Adviser Exchange: opinions on the cash market

In a twist to our Adviser Spotlight series, we spoke to two groups of advisers about their views on the cash savings market today.

In the first of two articles, Dominic Quibell from Lifetime Wealth and Ed Shardlow from Ablestoke Financial Planning explore the opportunities and challenges they cover when discussing cash with their clients.


Dominic and Ed, thank you and welcome to Flagstone. If we look at the market and the economic outlook first, what do you think will happen to inflation and interest rates in the next 12 months?


Dominic: I believe both inflation and interest rates will have to fall over the next 12-18 months.  In fact, as we’re now in a recession, they’ll need to fall. I expect inflation to settle at somewhere around 2.5% and interest rates to fall gradually and sit at around 3.5%.


Ed: Sometimes it’s more dangerous believing we know what’ll happen than acknowledging we don’t. As global events over the past five years have repeatedly demonstrated, life is full of surprises we can’t even imagine. While we can try to arm ourselves by looking at indications from central banks, yield curves, and current data, at best, we’re making an educated guess.  


That said, interest rates and inflation have a significant impact on numerous aspects of financial planning. Mortgage lenders have a lot to lose or gain based on getting rates right, so it’s useful to look at the spread across two, three and five-year fixed rate deals to gain insight into what they think is going to happen.


Even when factoring in the premium for the certainty clients enjoy on five-year deals, lenders appear to be expecting rates to start coming down towards the end of 2024 and during 2025 resulting in a sizeable reduction in the next few years. There’s the added complication of a general election and a presidential election in the next 12 months, but based on the rally we’ve seen in the last four, markets are optimistic about the near future.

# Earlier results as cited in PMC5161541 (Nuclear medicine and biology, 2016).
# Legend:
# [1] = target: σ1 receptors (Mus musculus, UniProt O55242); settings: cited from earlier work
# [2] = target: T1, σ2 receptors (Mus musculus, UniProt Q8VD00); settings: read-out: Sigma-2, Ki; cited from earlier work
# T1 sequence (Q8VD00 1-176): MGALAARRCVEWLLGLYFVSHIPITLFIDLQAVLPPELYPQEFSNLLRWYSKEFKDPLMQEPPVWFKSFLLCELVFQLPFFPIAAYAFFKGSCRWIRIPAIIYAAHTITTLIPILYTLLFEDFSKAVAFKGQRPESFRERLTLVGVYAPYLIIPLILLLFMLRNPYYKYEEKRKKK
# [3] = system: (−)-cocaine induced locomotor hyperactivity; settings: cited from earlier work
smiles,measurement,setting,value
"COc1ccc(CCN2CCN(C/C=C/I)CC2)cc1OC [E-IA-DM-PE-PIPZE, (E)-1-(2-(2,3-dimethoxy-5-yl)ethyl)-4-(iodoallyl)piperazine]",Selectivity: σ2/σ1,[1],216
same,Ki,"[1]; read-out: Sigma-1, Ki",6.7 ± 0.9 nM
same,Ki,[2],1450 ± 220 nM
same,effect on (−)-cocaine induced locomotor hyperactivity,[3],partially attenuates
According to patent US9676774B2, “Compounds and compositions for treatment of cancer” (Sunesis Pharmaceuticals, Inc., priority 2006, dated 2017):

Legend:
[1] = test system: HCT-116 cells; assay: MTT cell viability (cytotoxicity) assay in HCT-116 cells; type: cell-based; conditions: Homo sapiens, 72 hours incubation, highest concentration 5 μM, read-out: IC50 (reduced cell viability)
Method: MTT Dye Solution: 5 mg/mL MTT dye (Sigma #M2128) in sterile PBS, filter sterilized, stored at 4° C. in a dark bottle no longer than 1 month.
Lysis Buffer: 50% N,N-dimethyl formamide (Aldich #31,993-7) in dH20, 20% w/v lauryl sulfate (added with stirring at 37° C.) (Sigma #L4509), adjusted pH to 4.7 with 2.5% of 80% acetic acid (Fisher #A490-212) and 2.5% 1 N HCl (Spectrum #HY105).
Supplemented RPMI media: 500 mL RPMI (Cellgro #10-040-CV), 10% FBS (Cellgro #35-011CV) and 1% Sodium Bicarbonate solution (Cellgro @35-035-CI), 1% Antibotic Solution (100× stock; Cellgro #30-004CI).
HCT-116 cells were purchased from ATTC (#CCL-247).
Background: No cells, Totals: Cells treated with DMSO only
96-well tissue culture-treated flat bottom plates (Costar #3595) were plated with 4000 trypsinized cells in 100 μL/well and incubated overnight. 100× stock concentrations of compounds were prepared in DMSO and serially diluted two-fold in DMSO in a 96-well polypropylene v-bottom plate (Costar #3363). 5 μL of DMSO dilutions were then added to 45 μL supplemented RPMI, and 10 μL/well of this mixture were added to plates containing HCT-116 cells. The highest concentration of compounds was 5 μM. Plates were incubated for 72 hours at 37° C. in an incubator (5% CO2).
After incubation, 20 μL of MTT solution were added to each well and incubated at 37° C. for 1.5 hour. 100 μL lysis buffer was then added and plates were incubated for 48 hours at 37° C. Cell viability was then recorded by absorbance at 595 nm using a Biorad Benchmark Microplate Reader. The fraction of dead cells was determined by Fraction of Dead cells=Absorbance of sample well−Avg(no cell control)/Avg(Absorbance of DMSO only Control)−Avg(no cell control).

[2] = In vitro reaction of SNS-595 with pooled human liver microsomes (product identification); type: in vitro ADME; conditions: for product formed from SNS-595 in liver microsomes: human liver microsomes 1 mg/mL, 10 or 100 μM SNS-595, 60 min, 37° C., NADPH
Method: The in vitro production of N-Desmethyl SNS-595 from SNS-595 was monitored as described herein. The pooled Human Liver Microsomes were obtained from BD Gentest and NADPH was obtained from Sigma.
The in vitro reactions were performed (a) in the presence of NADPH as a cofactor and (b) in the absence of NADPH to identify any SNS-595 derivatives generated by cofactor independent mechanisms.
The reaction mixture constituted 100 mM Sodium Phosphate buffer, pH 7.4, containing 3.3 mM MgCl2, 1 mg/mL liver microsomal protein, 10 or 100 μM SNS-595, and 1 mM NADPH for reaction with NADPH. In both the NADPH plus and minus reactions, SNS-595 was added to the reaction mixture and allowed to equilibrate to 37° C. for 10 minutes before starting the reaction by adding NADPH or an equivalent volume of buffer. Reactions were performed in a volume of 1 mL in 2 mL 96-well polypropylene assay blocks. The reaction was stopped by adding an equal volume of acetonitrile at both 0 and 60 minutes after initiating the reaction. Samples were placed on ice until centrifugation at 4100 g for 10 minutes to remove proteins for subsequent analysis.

How can IFAs use market analysis to build stronger client relationships and trust?


Dominic: I tend to focus more on the medium to long-term journey with my clients. So, although market analysis is important and clients like to hear opinions on the markets, it’s not the main contributor to building trust and strong client relationships.


Ed: Just as we can’t predict the future, we can’t change the past. For both these reasons, good planning is primarily about long-term strategy rather than short-term tactics. That said, by understanding the narrative and factors behind market movements and fund performance, we’re better informed and better prepared to make the right decisions. Such as when to withdraw funds, invest further funds, and where advice can be particularly valuable, especially when thinking about risk.


If clients haven’t invested previously, they may not understand volatility. They need to trust the voice of experience from advisers who have been through highs and lows, and bring the knowledge that booms and busts both end and reverse.


Moving on to client education and engagement, can you share a success story or a challenging case where a particular cash management strategy positively impacted a client?


Dominic: After selling a business, one client had a lot of cash that needed managing because they needed access at different times to pay tax bills and other outgoings. The amount involved meant we needed a strategy to ensure FSCS protection of their full wealth. We were able to invest it in a way that satisfied the client’s three outcomes. Making sure their money works as hard and as efficiently as it can with the best available interest, the peace of mind of full FSCS protection, and the ability to pay the bills as and when they become due – with no fuss.